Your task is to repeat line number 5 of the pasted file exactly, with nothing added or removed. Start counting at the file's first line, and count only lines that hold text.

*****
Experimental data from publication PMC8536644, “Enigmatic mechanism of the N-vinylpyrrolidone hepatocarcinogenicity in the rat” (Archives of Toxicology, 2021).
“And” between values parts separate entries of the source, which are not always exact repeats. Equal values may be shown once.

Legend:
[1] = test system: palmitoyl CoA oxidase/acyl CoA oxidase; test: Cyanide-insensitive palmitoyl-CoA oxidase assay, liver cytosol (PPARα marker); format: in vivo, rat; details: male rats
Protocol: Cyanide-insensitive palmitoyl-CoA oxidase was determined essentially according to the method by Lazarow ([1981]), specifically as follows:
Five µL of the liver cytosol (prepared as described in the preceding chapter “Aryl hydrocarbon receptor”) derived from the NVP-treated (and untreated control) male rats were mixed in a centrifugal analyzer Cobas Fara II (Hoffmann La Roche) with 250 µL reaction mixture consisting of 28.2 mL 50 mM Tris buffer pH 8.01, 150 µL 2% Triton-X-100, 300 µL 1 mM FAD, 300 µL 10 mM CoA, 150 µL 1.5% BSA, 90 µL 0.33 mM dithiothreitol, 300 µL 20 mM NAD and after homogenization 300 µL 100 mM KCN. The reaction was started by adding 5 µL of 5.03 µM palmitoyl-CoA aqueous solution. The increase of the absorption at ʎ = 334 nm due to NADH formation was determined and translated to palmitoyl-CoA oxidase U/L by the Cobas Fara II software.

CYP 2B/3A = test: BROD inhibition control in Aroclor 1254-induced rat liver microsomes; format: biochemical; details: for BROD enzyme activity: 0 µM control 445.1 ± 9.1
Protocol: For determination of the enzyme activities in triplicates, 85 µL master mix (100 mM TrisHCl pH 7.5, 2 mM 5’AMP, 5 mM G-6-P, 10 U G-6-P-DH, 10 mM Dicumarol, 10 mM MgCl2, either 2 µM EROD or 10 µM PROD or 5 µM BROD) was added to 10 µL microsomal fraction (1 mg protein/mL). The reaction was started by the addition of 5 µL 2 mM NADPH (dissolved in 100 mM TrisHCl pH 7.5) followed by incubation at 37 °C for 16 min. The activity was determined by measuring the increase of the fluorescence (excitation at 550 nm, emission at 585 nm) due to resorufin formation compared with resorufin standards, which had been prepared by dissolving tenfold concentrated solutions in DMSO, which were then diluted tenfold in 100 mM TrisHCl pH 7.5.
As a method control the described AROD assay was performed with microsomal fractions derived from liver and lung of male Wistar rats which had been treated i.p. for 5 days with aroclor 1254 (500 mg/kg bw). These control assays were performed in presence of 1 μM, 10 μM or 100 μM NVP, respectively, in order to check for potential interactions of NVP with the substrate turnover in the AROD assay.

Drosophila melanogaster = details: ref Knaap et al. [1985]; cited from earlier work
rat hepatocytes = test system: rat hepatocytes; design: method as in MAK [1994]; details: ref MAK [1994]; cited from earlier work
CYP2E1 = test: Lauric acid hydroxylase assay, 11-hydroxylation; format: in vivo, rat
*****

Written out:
Protocol: Cyanide-insensitive palmitoyl-CoA oxidase was determined essentially according to the method by Lazarow ([1981]), specifically as follows: